HUNTER engineering company Varley has expressed renewed business confidence after reaping rewards from a lucrative federal government contract for the F35-A Joint Strike Fighter program.
Defence Industry Minister Christopher Pyne will on Thursday announce a $37 million contract signed by defence manufacturer Lockheed Martin will see the Varley Group design and build secure cabins for Air Force personnel deployed overseas with the new fleet of aircraft.
Varley said the contract would create at least 20 jobs at its Tomago factory, with the build expected to run until 2019.
The portable cabins – which can expand to three times the size of a shipping container – are secure facilities designed to protect highly sensitive material, and their usage is not limited to the F35s.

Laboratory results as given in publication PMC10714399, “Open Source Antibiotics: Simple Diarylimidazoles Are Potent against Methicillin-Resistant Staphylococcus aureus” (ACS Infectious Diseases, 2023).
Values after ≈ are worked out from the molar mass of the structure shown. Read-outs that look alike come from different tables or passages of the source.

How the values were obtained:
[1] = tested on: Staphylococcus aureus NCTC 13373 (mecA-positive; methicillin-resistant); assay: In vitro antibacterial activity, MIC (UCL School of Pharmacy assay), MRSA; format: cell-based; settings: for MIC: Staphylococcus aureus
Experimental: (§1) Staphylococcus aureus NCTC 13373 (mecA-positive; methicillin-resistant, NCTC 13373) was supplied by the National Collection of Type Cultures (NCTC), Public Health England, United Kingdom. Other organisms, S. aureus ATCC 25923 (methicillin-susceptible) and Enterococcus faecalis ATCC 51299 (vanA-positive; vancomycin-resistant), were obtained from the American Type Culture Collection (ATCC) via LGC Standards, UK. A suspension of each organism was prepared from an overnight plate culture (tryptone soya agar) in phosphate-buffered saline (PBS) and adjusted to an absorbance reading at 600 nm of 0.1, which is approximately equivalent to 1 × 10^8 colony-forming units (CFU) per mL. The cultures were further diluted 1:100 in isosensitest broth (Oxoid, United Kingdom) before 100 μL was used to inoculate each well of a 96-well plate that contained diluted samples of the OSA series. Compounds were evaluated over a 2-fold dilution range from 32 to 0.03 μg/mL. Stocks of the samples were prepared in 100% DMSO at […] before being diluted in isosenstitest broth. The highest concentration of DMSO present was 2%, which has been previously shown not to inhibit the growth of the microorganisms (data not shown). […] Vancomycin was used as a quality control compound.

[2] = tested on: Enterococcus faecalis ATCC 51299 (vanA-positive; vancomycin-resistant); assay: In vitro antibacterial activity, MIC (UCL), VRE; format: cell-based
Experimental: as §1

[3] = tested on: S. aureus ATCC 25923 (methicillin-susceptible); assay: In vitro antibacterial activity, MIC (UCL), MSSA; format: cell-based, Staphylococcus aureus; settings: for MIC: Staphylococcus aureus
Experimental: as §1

“Acquiring these new portable, Australian-made, cabins is an important part of our Joint Strike Fighter program and will mean that our top secret systems and personnel who support our jets on the ground will be securely housed and protected,” Mr Pyne said.
“This acquisition is part of the transformation required to make Australia the most technologically advanced small modern Air Force in the world and optimise Australia’s individual Defence capabilities by operating as a truly networked force.”
Varley managing director Jeff Phillips welcomed the news and said it put the factory in a good position to secure future contracts. “We have very high hopes we’ll be able to build the same product for the US or any other country that will have these planes – that’s good for Hunter jobs,” he said.